This was achieved at one airline by asking for a list of potential observers from the management and the pilots • • . checklists. and implementing change. Promoting LOSA: Use group presentations. recording minimal detail to elaborate upon later. they know when it is appropriate to speak up if they have a concern. where appropriate. without sounding authoritarian. Experience shows that airlines often underestimate the amount of communication required so they must be persistent in their efforts. • Using “a fly on the wall” approach: The best observers learn to be unobtrusive and nonthreatening. Stressing that observations cannot be used for discipline purposes: This is the key issue and must be stated as such in the letter of endorsement. etc. training and safety). Choosing a credible observer team: A line crew always has the prerogative to deny cockpit access to an observer. • Implementing LOSA 2-9 association. • • • Informing the regulatory authority of the proposed activity: It is as much a courtesy as it is a way of communicating the presence of LOSA. Communicating the results: Do not wait too long before announcing the results to the line or else pilots will believe nothing is being done. and Using the data: The LOSA audit generates targets for enhancement.Chapter 2. experience from other airlines and intraairline communications to discuss the purpose and logistics of a LOSA audit with management. One airline did this by creating a committee for each of the central concerns. but it is the airline that creates an action plan. hence the observer team is most effective when composed of credible and wellaccepted pilots from a mix of fleets and departments (for example. pilots and any pilots associations. those pilots whose names appeared on both lists were then selected as acceptable to everyone. they use a pocket notebook while in the cockpit.. At the same time. A summary of the audit. and they were then responsible for reviewing procedures. media clippings. excerpts from the report and relevant statistics will all be of interest to the line.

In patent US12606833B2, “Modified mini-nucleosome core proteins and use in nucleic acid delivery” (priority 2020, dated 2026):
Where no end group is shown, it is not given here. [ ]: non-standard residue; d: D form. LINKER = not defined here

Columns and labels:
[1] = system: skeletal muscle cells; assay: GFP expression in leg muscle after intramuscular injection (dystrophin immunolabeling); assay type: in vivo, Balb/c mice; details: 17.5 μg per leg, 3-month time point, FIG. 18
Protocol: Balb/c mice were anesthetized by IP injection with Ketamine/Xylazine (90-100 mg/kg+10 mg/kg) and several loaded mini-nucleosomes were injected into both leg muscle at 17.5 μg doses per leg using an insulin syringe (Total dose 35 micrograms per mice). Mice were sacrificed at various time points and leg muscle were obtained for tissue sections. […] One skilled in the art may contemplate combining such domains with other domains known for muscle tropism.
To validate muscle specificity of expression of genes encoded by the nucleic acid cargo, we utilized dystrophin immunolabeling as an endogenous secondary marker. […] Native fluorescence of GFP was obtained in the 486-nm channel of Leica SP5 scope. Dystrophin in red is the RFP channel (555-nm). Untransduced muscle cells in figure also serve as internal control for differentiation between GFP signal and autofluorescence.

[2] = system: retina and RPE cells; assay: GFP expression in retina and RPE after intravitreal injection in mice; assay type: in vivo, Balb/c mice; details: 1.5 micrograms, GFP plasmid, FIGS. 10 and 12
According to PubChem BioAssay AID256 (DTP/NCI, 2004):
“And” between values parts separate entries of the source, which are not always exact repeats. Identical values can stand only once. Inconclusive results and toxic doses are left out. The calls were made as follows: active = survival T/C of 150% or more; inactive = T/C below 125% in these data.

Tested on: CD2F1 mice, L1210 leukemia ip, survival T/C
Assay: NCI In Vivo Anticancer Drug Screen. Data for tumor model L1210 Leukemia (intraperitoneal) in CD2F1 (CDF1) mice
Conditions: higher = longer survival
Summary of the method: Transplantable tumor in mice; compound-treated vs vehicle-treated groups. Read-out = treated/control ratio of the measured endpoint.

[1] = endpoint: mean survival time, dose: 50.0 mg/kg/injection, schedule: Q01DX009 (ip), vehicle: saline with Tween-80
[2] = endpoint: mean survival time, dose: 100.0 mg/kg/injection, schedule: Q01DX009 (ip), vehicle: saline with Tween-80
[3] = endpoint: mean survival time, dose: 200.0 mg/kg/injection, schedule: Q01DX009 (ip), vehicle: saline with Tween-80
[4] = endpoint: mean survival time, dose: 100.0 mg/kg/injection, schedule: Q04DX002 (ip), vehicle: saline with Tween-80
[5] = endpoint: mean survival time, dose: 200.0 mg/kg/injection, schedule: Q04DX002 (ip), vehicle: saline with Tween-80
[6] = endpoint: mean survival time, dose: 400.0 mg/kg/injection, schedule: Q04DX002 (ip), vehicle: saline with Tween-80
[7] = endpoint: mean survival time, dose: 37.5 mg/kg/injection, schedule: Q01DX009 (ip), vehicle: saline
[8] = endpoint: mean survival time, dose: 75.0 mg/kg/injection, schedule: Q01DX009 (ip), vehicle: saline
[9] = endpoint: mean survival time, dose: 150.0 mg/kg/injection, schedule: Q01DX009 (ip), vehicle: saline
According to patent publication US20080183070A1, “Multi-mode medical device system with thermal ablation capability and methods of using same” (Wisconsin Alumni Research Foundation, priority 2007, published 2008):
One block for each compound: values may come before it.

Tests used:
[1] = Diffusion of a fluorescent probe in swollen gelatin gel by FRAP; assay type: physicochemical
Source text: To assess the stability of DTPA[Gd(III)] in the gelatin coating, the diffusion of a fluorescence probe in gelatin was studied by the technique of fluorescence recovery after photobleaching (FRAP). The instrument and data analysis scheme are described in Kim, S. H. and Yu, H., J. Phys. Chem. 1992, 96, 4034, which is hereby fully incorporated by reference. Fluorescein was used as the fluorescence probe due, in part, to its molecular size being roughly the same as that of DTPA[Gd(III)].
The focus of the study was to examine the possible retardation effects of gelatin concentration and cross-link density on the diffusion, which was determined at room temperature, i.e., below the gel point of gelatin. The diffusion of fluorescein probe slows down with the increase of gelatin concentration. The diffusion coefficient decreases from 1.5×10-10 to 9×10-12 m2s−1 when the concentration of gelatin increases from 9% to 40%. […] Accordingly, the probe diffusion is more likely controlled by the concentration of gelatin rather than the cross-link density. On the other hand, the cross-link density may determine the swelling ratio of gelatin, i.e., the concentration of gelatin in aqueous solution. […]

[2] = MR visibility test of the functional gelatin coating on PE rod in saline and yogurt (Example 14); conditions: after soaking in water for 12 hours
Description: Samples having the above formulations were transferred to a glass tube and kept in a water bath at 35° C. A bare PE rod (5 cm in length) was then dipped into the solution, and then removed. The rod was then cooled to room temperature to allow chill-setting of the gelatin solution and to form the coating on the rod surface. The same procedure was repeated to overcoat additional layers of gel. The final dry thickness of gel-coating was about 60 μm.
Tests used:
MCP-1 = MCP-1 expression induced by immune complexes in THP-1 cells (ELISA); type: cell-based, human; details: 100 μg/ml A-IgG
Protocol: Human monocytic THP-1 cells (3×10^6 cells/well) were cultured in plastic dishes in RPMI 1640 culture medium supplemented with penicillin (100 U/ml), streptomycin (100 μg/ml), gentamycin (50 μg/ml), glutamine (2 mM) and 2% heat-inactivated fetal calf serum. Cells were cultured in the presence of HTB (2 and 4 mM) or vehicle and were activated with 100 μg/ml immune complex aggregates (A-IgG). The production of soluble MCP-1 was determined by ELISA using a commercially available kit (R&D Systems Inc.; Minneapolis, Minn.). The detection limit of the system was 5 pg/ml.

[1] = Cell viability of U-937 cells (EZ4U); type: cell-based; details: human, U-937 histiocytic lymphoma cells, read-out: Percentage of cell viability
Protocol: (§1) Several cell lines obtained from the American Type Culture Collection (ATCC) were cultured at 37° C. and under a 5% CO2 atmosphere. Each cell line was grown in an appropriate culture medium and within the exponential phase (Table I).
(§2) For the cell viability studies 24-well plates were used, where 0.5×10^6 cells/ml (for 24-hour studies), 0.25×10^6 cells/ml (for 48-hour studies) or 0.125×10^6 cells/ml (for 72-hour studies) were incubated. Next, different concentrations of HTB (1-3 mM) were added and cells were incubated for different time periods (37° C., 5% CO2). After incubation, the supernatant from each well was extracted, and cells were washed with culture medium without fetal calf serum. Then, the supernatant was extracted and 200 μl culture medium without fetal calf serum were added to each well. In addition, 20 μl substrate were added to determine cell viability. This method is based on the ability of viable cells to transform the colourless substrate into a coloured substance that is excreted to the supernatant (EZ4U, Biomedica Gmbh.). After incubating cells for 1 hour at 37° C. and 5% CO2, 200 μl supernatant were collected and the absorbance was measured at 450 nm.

weekly. monthly and quarterly). data link/controller-pilot data link communications (CPDLC). Without this necessary step.1 INTRODUCTION • Arranging specific training in error management and crew countermeasures. etc. with a clear analysis describing the problems related to each. Formal mechanisms include meetings (daily.2 LOSA data should be presented to management in at least the areas of operations. changes in national or international airspace systems (automatic dependent surveillance (ADS). advisory circulars. standards and safety. LOSA is but a data collection tool.1. Informal • . extract the appropriate information and then carry out the necessary interventions to address the problems thus identified. flight operations faces new staffing requirements and adjustments to line procedures. For example. LOSA will only realize its full potential if the organizational willingness and commitment exist to act upon the data collected and the information such data support. have an effect upon safety.1 Airlines are continually involved in changes that. 3-1 • • 3. and progress (route expansion. 3. etc.) 3. The solutions lie in organizational strategies. 3. The organization must evaluate the data obtained through LOSA. regulatory changes (airworthiness directives. when analysed. LOSA data will join the vast amounts of untapped data already existing throughout the international civil aviation community. extended range operations by twin-engined aeroplanes (ETOPS). flight standards must define new policies and procedures.Chapter 3 LOSA AND THE SAFETY CHANGE PROCESS (SCP) 3.2. and flight training faces acquisition of new simulators. 3. fleet modernization. by an airline following a LOSA: • Modifying existing procedures or implementing new ones. engineering must install new components. 3.3 LOSA directs organizational attention to the most important safety issues in daily operations and it suggests what questions should be asked. among others.1. Redefining operational philosophies and guidelines.). LOSA data.2 A CONSTANTLY CHANGING SCENE 3. training. rejected take-offs. etc. are used to support changes aimed at improving safety.3 These changes are achieved and monitored both through established formal and informal mechanisms underlying change processes. The changes may affect multiple sectors of the organization that support flight operations. The LOSA report should clearly describe the problems the analysed data suggest but should not attempt to provide solutions. These may be changes to procedures. LOSA does not provide the solutions.). reports and reviews at all levels of the organization. marketing opens up new routes. as captured by LOSA.2. and Defining tolerances for stabilized approaches. in no particular order.1.2. at some point or other. policies or operational philosophy. it must also commit to acting upon the results of the audit. These will be better provided through the expertise in each of the areas in question.1.).2 Virtually everyone in an airline is somehow involved in these changes. 3. new technologies. Reviewing checklists to ensure relevance of the content and then issuing clear guidelines for their initiation and execution. however. etc.4 The following would be some of the typical expected actions.). operational events (diversions. Factors underlying this continuous change process include. changes to improve operational efficiencies (reduction of costs.1 When an airline commits to LOSA. reduced vertical separation. as opposed to the “perfect approach” parameters promoted by existing SOPs. improvement of on-time performance. It is essential that the organization has a defined process to effectively use the analysed data and to manage the changes the data suggest. Chief Executive Officers and their staff decide to buy new equipment. etc.